“Oh, yeah, what are you gonna do? Release the dogs? Or the bees? Or the dogs with bees in their mouth and when they bark, they shoot bees at you?”Homer Simpson
Little did Homer know that this almost became a reality in the small town of Black Stone. Almost, because instead of dogs, the ones shooting bees from their mouths are humans.
Giant bees have taken up residence in the town, and if you get stung you turn into a zombie like entity that walks aimlessly around, making bee sounds, until you realize the source of the bee sounds is the bees in their tummies. Then it’s too late. Then they are shooting bees at you from their mouths.
The bees are genetically engineered, of course. Were supposed to be a weapon for the army, but now they are in Black Stone making zombies out of the good town folk. Thankfully, the scientist that made them is also in Black Stone. That scientist is portrayed by Robert Englund, the only actor in the whole film that can act.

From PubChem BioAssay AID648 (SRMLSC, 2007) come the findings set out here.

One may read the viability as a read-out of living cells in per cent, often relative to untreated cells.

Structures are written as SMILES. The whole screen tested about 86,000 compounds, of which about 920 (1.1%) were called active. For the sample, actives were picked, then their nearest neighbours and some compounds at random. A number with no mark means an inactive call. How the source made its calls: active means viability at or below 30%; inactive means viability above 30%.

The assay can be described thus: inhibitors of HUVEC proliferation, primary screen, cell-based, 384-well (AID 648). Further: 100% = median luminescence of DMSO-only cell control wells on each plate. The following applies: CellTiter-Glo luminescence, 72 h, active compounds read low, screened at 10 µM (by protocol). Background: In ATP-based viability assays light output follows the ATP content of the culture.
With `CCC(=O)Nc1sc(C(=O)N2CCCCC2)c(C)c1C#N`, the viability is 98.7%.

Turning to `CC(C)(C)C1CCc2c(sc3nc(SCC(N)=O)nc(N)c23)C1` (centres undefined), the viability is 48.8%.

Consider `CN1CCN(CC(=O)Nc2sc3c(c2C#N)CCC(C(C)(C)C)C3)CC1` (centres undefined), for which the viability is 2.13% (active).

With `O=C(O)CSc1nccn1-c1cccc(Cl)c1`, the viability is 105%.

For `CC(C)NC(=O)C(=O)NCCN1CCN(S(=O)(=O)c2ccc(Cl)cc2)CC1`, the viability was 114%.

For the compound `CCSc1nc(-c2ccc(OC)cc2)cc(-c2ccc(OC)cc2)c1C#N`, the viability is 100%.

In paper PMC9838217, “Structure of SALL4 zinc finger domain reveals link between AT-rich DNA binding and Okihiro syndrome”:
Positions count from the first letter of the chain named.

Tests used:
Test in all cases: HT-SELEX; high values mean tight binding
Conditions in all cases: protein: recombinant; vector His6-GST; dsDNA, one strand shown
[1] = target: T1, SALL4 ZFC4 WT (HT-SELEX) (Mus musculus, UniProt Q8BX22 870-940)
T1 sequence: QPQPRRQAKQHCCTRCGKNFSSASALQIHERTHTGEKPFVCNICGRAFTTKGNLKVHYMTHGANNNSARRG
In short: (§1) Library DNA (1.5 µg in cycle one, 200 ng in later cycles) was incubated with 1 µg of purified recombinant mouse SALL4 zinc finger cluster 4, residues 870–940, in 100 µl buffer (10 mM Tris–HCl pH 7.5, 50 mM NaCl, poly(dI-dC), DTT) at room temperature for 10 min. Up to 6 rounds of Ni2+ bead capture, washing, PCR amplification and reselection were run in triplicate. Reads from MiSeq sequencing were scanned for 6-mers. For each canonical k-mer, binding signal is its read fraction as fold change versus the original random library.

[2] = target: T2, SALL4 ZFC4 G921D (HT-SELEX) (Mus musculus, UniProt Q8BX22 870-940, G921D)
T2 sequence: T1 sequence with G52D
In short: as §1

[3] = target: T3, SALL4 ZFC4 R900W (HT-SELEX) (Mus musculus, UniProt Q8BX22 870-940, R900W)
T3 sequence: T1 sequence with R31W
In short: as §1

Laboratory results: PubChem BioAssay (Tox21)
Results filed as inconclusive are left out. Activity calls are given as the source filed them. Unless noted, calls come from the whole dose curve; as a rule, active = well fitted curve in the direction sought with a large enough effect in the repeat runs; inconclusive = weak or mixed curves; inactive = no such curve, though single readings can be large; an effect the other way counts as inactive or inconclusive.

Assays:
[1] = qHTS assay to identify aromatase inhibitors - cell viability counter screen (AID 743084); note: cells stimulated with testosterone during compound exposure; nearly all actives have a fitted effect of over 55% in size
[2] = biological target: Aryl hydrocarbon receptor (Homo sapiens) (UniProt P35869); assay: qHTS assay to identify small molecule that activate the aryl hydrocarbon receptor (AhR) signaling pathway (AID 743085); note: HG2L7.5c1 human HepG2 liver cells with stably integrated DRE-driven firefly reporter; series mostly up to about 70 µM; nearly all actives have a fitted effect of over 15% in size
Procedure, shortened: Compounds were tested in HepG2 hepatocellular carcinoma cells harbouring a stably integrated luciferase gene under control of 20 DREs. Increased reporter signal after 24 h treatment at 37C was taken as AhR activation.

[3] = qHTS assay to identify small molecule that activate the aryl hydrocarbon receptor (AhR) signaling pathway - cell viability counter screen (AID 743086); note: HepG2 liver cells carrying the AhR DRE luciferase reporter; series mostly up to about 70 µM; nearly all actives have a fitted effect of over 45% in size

Armed with competent acting, Robert plans to revert the bees to their original none-zombie-making form, and he gets help from the local sheriff, her boyfriend, her young daughter, and an old blind woman. The problem is that maybe the army doesn’t want the bees to be reverted.
They might be wasps. They call them both bees and wasps and I don’t care enough to find out.
Black Swarm is mildly entertaining but only because of Robert Englund. His brilliance shines a light on how lackluster the other actors are. The wasps are terrible CGI but the film is competently made and far from the worst of the Maneater series.